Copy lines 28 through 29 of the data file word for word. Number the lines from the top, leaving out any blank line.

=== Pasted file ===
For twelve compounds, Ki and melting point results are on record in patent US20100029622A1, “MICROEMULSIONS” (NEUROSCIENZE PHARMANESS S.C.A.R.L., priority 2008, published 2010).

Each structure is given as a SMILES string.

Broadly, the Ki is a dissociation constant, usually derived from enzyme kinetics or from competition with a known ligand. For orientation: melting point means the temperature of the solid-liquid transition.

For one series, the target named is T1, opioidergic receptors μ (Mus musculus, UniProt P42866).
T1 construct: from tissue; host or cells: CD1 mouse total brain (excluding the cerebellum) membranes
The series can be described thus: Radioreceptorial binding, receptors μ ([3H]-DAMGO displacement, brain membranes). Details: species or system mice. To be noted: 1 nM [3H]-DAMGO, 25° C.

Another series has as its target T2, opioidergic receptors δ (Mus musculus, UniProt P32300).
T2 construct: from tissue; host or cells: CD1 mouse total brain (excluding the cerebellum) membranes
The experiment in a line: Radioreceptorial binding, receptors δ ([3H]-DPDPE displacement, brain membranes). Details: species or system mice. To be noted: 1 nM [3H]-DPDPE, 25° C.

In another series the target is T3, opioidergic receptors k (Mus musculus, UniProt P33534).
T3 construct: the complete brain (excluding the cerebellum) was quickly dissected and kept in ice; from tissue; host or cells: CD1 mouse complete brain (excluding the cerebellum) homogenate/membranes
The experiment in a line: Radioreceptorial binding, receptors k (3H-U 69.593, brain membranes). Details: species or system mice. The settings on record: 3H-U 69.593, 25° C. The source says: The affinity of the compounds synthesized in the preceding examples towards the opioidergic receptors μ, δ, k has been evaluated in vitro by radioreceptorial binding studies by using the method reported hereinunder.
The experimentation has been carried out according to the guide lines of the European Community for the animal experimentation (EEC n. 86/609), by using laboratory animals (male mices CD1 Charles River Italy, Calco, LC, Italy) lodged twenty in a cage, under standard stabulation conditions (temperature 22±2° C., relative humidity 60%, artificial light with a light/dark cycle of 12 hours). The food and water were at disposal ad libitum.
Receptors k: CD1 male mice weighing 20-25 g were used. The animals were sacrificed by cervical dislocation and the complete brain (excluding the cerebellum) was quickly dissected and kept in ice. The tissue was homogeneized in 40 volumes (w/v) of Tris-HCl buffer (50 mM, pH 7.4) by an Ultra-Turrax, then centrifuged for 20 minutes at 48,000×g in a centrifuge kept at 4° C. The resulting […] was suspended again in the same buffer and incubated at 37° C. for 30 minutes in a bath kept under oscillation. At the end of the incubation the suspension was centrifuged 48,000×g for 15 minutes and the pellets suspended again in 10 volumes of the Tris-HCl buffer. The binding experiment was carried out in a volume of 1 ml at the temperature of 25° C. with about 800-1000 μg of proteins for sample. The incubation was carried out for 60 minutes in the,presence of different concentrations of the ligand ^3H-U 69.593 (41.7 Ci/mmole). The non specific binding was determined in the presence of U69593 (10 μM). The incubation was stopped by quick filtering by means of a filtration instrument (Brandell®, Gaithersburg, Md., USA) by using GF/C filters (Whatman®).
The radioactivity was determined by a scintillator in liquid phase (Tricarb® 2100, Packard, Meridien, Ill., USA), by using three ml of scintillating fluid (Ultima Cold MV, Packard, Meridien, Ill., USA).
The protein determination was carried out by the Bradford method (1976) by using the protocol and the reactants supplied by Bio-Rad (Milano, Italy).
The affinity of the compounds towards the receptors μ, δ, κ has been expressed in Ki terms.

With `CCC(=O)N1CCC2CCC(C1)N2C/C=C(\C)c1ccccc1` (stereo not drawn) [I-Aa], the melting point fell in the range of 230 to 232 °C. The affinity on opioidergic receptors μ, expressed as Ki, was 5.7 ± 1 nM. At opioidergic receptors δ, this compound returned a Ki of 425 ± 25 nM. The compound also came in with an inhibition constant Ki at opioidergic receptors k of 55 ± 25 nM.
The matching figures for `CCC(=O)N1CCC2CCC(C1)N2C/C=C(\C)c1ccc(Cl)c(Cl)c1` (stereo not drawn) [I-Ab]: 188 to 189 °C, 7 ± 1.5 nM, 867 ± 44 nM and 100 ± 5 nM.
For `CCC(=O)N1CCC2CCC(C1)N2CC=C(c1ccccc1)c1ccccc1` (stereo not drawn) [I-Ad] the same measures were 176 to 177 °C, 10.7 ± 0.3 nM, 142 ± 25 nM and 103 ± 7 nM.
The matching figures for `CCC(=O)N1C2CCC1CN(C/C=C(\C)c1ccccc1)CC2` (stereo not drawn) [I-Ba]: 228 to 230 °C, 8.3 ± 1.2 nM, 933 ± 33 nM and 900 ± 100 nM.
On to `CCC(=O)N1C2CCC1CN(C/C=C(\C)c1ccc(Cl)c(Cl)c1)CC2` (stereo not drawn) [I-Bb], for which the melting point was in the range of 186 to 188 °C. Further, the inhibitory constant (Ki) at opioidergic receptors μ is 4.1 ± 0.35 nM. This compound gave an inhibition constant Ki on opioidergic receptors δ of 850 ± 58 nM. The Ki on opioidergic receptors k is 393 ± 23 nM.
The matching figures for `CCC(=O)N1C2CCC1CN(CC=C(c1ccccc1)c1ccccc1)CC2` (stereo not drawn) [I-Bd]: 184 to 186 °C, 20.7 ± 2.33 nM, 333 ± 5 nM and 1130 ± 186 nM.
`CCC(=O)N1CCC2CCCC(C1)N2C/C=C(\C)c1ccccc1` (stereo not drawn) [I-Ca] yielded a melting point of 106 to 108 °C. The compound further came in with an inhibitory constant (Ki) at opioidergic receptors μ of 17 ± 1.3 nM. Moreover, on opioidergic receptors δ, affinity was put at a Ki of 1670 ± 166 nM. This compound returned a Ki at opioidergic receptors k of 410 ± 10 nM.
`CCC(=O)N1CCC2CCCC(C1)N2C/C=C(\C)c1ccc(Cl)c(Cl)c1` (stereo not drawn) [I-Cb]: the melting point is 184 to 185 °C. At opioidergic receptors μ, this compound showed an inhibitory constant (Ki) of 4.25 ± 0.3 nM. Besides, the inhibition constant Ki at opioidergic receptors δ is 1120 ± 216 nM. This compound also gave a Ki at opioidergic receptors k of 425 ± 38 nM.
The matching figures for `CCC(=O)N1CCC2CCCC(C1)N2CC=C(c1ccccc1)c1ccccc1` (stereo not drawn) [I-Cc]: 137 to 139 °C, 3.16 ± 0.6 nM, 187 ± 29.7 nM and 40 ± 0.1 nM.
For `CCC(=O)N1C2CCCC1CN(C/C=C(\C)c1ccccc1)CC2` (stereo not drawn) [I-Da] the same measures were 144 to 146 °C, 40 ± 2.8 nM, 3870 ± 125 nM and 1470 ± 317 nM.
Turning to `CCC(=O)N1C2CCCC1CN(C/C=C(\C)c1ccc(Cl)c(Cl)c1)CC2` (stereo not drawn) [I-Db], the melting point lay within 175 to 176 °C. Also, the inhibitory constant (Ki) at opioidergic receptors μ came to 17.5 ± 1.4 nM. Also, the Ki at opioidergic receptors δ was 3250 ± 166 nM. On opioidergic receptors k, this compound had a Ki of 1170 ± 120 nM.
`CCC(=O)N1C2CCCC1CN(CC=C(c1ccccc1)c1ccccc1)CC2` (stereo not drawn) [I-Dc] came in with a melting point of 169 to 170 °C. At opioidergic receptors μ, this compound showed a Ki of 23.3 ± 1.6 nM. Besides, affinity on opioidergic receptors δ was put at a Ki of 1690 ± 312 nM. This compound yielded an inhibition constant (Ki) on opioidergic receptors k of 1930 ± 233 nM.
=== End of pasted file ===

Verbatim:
Turning to `CCC(=O)N1C2CCCC1CN(C/C=C(\C)c1ccc(Cl)c(Cl)c1)CC2` (stereo not drawn) [I-Db], the melting point lay within 175 to 176 °C. Also, the inhibitory constant (Ki) at opioidergic receptors μ came to 17.5 ± 1.4 nM. Also, the Ki at opioidergic receptors δ was 3250 ± 166 nM. On opioidergic receptors k, this compound had a Ki of 1170 ± 120 nM.
`CCC(=O)N1C2CCCC1CN(CC=C(c1ccccc1)c1ccccc1)CC2` (stereo not drawn) [I-Dc] came in with a melting point of 169 to 170 °C. At opioidergic receptors μ, this compound showed a Ki of 23.3 ± 1.6 nM. Besides, affinity on opioidergic receptors δ was put at a Ki of 1690 ± 312 nM. This compound yielded an inhibition constant (Ki) on opioidergic receptors k of 1930 ± 233 nM.